So enough on the vocals; what does the riffing in a 1979 epic heavy metal album sound like? About what one might expect from that description, I'd say. There's definitely some Priest in the riffing, as is more or less always the case for pre-1980 metal bands that aren't primarily inspired by Sabbath. However, Legend definitely have their own thing going. As with the vocals, the riffing isn't especially aggressive, certainly nothing that would warrant a gasp as far as heaviness in '79, but it is fairly unique. Even in the 36 years (as of writing this) since the album's release, I haven't come across anything that truly sounds similar. Fundamentally, the riffs are definitely "Priest with some prog rock going on as well," but the structure combined with the context of the vocals definitely provides something different, the closest point of reference maybe being early Manilla Road, specifically Invasion and Mark of the Beast. In fact, even of the 4 songs I called "epic heavy metal" only 3 are really heavy metal unambiguously; "The Golden Bell" is definitely the most epic in scope of the songs here, but it's not very metal, with only a few sections that even come close. That track definitely brings to mind Atlantean Kodex, except not shitty; similar in theme/style, though. "The Destroyer" and "The Wizard's Vengeance" are even more in a realm of their own, with Longings Past's Meadows of Maseilya sometimes being in the same general ballpark, but no closer than that. "From the Fjords" is most reminiscent of Manilla Road's "Triumvirate," with the obscure and unfortunately quite awful epic doom band Shelder also coming to mind.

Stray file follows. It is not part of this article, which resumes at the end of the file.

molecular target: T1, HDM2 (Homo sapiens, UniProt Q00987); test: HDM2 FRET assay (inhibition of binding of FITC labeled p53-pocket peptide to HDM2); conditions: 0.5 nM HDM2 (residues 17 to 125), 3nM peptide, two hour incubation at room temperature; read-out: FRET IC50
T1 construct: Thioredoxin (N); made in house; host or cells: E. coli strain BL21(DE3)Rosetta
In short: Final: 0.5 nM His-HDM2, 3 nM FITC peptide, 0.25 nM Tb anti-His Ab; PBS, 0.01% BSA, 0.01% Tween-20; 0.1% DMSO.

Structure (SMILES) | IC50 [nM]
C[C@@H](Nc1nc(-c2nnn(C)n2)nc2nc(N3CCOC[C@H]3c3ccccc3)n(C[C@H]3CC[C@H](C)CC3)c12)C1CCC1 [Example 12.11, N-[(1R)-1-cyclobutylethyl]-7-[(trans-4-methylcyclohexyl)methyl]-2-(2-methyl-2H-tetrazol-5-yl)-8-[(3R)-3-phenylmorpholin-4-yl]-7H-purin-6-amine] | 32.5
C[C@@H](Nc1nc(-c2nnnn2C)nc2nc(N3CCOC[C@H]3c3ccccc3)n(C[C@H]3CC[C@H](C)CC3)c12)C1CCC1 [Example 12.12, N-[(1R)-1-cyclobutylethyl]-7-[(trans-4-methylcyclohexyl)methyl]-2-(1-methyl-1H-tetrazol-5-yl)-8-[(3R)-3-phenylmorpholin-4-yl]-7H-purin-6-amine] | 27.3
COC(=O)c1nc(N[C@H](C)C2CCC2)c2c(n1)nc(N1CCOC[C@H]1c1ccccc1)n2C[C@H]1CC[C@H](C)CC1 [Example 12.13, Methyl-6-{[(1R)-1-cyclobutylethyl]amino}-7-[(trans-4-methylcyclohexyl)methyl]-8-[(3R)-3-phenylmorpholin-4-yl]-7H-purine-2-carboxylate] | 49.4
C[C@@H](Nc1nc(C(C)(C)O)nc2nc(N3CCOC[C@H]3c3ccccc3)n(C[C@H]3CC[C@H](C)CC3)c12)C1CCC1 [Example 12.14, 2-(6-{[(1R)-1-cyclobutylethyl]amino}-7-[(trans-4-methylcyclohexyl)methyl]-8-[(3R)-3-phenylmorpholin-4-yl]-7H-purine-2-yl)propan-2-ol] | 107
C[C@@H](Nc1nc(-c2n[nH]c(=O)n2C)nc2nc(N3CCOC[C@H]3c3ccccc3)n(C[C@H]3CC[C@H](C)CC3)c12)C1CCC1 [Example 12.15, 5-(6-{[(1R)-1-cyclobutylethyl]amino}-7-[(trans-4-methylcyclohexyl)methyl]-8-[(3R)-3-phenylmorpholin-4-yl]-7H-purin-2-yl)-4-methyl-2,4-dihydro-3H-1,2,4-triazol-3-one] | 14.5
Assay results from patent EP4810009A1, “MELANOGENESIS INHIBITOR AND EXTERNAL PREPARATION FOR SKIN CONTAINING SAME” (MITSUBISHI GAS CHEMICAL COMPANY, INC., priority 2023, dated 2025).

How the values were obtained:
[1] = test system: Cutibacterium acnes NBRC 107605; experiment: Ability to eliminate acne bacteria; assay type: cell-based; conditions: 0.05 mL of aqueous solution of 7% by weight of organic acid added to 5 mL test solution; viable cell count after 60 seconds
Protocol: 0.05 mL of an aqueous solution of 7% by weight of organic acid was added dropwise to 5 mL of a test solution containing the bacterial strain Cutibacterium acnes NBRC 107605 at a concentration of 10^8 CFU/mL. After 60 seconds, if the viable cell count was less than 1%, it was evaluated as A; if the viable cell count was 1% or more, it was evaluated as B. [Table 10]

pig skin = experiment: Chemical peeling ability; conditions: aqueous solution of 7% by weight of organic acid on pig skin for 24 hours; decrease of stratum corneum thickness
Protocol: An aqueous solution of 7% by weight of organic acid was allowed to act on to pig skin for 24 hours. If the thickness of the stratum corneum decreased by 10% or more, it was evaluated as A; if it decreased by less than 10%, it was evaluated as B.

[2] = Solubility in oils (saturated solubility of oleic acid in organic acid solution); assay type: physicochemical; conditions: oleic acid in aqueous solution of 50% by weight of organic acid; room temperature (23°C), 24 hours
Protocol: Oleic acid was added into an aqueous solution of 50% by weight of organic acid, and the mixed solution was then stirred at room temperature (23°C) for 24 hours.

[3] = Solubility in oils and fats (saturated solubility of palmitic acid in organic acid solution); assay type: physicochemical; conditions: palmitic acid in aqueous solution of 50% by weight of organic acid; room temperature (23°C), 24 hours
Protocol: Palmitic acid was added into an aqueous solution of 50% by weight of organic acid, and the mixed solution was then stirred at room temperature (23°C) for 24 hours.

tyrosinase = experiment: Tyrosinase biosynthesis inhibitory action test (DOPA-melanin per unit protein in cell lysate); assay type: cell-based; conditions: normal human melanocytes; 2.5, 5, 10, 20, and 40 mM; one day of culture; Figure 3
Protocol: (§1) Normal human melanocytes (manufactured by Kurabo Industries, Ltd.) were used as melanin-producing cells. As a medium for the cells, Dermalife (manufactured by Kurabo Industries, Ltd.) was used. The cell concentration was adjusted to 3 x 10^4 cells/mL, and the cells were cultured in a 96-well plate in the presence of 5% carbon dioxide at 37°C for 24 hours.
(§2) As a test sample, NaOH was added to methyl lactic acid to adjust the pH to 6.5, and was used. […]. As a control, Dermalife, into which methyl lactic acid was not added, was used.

Of the remaining 4 tracks, 2 are instrumental (I guess "The Confrontation" is actually pretty metal, but not at all "epic," and without Kevin Nugent), while "RARZ" and "Against the Gods" are on the heavy side of prog rock, but not metal and not very epic (the latter has hints of epic qualities, but to nowhere near the extent of some of the other tracks). Overall, it's really just a shame the band didn't do more after this. Nugent died in 1983, and it doesn't appear that they released anything in the interim. Nugent was definitely a promising young vocalist and Legend were definitely a promising young band, with potential to rival Manilla Road had they continued making music. The 4 epic heavy metal tracks on their own already do; if I were judging solely those tracks, I'd give the album a 97-98% or so. If they had improved in consistency and maturity, taking in more influences as heavy metal itself was evolving, they certainly could have been a classic, legendary (pun intended) heavy metal group. Unfortunately, things happened as they did, and we're just left with this dusty partial gem. Still, it's interesting to look at in its historical context and I'd definitely recommend it as far as the tracks that I rated positively. Their contribution to epic heavy metal certainly isn't forgotten.

Very unique for its time, but flawed - 87%

Empyreal, June 4th, 2007

A viking metal album from 1979. And I thought I had seen everything. Next thing I know, the sky really will be falling. But until then, this is Legend's famed debut "From the Fjords", and it's a milestone in creative heavy metal. While it leaned toward the more rockish side of things, they had long, progressively-tinged songs with extremely catchy and very metallic riffs, way ahead of most other US bands at the time. Sure, there was metal around in the late 70s, but this was an epic viking metal album from fucking '79, for Pete's sake. Nobody else was writing stuff like this for a couple more years, not until around the time Manilla Road hit their stride.